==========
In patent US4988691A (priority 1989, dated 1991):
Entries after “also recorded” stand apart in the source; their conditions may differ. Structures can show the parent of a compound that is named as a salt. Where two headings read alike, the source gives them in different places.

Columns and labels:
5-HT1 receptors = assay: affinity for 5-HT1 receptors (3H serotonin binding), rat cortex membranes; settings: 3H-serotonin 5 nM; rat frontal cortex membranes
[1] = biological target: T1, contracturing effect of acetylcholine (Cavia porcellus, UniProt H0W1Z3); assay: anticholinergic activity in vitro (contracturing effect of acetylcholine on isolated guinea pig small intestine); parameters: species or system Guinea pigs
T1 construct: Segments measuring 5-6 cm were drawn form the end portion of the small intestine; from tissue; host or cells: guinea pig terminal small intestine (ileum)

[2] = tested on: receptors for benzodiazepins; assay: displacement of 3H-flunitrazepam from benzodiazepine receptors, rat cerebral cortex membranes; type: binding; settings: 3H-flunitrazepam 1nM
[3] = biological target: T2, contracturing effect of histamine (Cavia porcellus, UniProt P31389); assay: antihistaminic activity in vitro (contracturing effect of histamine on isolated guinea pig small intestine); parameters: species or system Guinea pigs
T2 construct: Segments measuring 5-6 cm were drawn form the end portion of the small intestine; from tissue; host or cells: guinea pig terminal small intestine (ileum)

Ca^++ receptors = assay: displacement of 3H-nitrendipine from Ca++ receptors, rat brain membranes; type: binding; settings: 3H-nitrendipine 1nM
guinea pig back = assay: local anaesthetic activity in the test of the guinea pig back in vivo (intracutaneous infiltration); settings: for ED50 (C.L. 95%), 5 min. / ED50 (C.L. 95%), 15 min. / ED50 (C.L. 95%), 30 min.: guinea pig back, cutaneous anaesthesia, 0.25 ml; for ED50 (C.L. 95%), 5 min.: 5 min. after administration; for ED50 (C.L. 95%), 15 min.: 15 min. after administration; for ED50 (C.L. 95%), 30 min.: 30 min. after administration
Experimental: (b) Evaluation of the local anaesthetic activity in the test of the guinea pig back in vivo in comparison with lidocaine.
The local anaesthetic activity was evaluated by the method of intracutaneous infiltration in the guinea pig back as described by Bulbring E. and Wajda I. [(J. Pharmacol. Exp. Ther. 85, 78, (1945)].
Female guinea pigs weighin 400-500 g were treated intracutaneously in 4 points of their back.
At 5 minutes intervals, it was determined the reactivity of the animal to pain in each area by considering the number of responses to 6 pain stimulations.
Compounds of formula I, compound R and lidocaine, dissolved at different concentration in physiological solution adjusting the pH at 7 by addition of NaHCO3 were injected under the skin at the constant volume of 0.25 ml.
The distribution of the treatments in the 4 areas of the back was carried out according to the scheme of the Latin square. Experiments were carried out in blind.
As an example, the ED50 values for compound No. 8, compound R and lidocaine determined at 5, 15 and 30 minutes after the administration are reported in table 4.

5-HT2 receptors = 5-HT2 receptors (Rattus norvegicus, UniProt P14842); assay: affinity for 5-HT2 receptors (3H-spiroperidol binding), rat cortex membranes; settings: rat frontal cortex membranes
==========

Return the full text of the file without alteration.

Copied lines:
In patent US4988691A (priority 1989, dated 1991):
Entries after “also recorded” stand apart in the source; their conditions may differ. Structures can show the parent of a compound that is named as a salt. Where two headings read alike, the source gives them in different places.

Columns and labels:
5-HT1 receptors = assay: affinity for 5-HT1 receptors (3H serotonin binding), rat cortex membranes; settings: 3H-serotonin 5 nM; rat frontal cortex membranes
[1] = biological target: T1, contracturing effect of acetylcholine (Cavia porcellus, UniProt H0W1Z3); assay: anticholinergic activity in vitro (contracturing effect of acetylcholine on isolated guinea pig small intestine); parameters: species or system Guinea pigs
T1 construct: Segments measuring 5-6 cm were drawn form the end portion of the small intestine; from tissue; host or cells: guinea pig terminal small intestine (ileum)

[2] = tested on: receptors for benzodiazepins; assay: displacement of 3H-flunitrazepam from benzodiazepine receptors, rat cerebral cortex membranes; type: binding; settings: 3H-flunitrazepam 1nM
[3] = biological target: T2, contracturing effect of histamine (Cavia porcellus, UniProt P31389); assay: antihistaminic activity in vitro (contracturing effect of histamine on isolated guinea pig small intestine); parameters: species or system Guinea pigs
T2 construct: Segments measuring 5-6 cm were drawn form the end portion of the small intestine; from tissue; host or cells: guinea pig terminal small intestine (ileum)

Ca^++ receptors = assay: displacement of 3H-nitrendipine from Ca++ receptors, rat brain membranes; type: binding; settings: 3H-nitrendipine 1nM
guinea pig back = assay: local anaesthetic activity in the test of the guinea pig back in vivo (intracutaneous infiltration); settings: for ED50 (C.L. 95%), 5 min. / ED50 (C.L. 95%), 15 min. / ED50 (C.L. 95%), 30 min.: guinea pig back, cutaneous anaesthesia, 0.25 ml; for ED50 (C.L. 95%), 5 min.: 5 min. after administration; for ED50 (C.L. 95%), 15 min.: 15 min. after administration; for ED50 (C.L. 95%), 30 min.: 30 min. after administration
Experimental: (b) Evaluation of the local anaesthetic activity in the test of the guinea pig back in vivo in comparison with lidocaine.
The local anaesthetic activity was evaluated by the method of intracutaneous infiltration in the guinea pig back as described by Bulbring E. and Wajda I. [(J. Pharmacol. Exp. Ther. 85, 78, (1945)].
Female guinea pigs weighin 400-500 g were treated intracutaneously in 4 points of their back.
At 5 minutes intervals, it was determined the reactivity of the animal to pain in each area by considering the number of responses to 6 pain stimulations.
Compounds of formula I, compound R and lidocaine, dissolved at different concentration in physiological solution adjusting the pH at 7 by addition of NaHCO3 were injected under the skin at the constant volume of 0.25 ml.
The distribution of the treatments in the 4 areas of the back was carried out according to the scheme of the Latin square. Experiments were carried out in blind.
As an example, the ED50 values for compound No. 8, compound R and lidocaine determined at 5, 15 and 30 minutes after the administration are reported in table 4.

5-HT2 receptors = 5-HT2 receptors (Rattus norvegicus, UniProt P14842); assay: affinity for 5-HT2 receptors (3H-spiroperidol binding), rat cortex membranes; settings: rat frontal cortex membranes